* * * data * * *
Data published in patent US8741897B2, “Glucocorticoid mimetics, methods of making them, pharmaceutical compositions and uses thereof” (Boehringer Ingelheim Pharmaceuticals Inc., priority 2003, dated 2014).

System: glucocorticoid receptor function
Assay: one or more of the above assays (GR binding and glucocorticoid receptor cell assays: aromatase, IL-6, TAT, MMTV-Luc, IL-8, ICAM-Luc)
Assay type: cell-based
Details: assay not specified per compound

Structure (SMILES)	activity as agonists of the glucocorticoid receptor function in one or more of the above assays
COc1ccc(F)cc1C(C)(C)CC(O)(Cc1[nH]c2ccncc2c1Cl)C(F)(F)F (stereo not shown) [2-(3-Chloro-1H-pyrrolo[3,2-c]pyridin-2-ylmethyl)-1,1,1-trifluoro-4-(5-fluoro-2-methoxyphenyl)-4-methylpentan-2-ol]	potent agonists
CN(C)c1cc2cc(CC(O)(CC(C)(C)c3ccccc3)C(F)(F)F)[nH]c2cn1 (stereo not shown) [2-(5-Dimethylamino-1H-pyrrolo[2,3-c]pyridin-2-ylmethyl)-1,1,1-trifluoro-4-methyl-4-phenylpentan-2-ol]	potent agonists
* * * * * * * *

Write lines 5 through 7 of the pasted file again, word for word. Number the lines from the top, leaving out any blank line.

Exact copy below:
Details: assay not specified per compound

Structure (SMILES)	activity as agonists of the glucocorticoid receptor function in one or more of the above assays
COc1ccc(F)cc1C(C)(C)CC(O)(Cc1[nH]c2ccncc2c1Cl)C(F)(F)F (stereo not shown) [2-(3-Chloro-1H-pyrrolo[3,2-c]pyridin-2-ylmethyl)-1,1,1-trifluoro-4-(5-fluoro-2-methoxyphenyl)-4-methylpentan-2-ol]	potent agonists